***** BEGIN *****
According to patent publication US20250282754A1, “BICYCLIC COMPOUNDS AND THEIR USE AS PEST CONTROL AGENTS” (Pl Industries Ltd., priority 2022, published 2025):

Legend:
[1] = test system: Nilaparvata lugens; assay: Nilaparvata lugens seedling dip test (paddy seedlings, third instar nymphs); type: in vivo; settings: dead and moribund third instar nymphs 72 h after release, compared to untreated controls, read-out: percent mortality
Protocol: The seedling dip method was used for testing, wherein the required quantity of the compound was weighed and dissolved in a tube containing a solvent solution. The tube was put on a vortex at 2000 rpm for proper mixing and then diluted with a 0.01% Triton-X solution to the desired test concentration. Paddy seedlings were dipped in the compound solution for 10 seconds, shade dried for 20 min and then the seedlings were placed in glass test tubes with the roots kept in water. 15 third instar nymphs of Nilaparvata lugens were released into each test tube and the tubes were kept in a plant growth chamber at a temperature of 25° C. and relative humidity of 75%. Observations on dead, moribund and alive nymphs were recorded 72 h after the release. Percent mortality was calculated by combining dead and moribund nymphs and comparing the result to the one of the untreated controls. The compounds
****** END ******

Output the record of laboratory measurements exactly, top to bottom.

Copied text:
According to patent publication US20250282754A1, “BICYCLIC COMPOUNDS AND THEIR USE AS PEST CONTROL AGENTS” (Pl Industries Ltd., priority 2022, published 2025):

Legend:
[1] = test system: Nilaparvata lugens; assay: Nilaparvata lugens seedling dip test (paddy seedlings, third instar nymphs); type: in vivo; settings: dead and moribund third instar nymphs 72 h after release, compared to untreated controls, read-out: percent mortality
Protocol: The seedling dip method was used for testing, wherein the required quantity of the compound was weighed and dissolved in a tube containing a solvent solution. The tube was put on a vortex at 2000 rpm for proper mixing and then diluted with a 0.01% Triton-X solution to the desired test concentration. Paddy seedlings were dipped in the compound solution for 10 seconds, shade dried for 20 min and then the seedlings were placed in glass test tubes with the roots kept in water. 15 third instar nymphs of Nilaparvata lugens were released into each test tube and the tubes were kept in a plant growth chamber at a temperature of 25° C. and relative humidity of 75%. Observations on dead, moribund and alive nymphs were recorded 72 h after the release. Percent mortality was calculated by combining dead and moribund nymphs and comparing the result to the one of the untreated controls. The compounds